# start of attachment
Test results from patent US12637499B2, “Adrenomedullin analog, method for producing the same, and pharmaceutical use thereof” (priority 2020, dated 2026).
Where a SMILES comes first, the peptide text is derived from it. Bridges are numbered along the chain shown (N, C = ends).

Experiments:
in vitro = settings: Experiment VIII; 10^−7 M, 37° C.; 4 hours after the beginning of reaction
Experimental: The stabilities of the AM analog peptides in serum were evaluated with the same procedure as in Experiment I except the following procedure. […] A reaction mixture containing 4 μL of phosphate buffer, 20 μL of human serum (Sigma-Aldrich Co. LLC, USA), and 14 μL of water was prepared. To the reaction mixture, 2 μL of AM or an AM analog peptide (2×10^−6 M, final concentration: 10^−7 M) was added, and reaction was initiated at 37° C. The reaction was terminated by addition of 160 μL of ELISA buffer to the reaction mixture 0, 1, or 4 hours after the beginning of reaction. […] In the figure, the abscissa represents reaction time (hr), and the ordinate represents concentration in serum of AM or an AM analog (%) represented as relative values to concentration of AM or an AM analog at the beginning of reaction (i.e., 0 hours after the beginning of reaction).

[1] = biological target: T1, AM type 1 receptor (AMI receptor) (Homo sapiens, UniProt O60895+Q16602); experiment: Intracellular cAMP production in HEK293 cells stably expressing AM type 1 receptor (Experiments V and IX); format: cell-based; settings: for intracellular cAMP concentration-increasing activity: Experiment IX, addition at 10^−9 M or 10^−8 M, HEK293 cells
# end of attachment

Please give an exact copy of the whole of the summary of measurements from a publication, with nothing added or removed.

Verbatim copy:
Test results from patent US12637499B2, “Adrenomedullin analog, method for producing the same, and pharmaceutical use thereof” (priority 2020, dated 2026).
Where a SMILES comes first, the peptide text is derived from it. Bridges are numbered along the chain shown (N, C = ends).

Experiments:
in vitro = settings: Experiment VIII; 10^−7 M, 37° C.; 4 hours after the beginning of reaction
Experimental: The stabilities of the AM analog peptides in serum were evaluated with the same procedure as in Experiment I except the following procedure. […] A reaction mixture containing 4 μL of phosphate buffer, 20 μL of human serum (Sigma-Aldrich Co. LLC, USA), and 14 μL of water was prepared. To the reaction mixture, 2 μL of AM or an AM analog peptide (2×10^−6 M, final concentration: 10^−7 M) was added, and reaction was initiated at 37° C. The reaction was terminated by addition of 160 μL of ELISA buffer to the reaction mixture 0, 1, or 4 hours after the beginning of reaction. […] In the figure, the abscissa represents reaction time (hr), and the ordinate represents concentration in serum of AM or an AM analog (%) represented as relative values to concentration of AM or an AM analog at the beginning of reaction (i.e., 0 hours after the beginning of reaction).

[1] = biological target: T1, AM type 1 receptor (AMI receptor) (Homo sapiens, UniProt O60895+Q16602); experiment: Intracellular cAMP production in HEK293 cells stably expressing AM type 1 receptor (Experiments V and IX); format: cell-based; settings: for intracellular cAMP concentration-increasing activity: Experiment IX, addition at 10^−9 M or 10^−8 M, HEK293 cells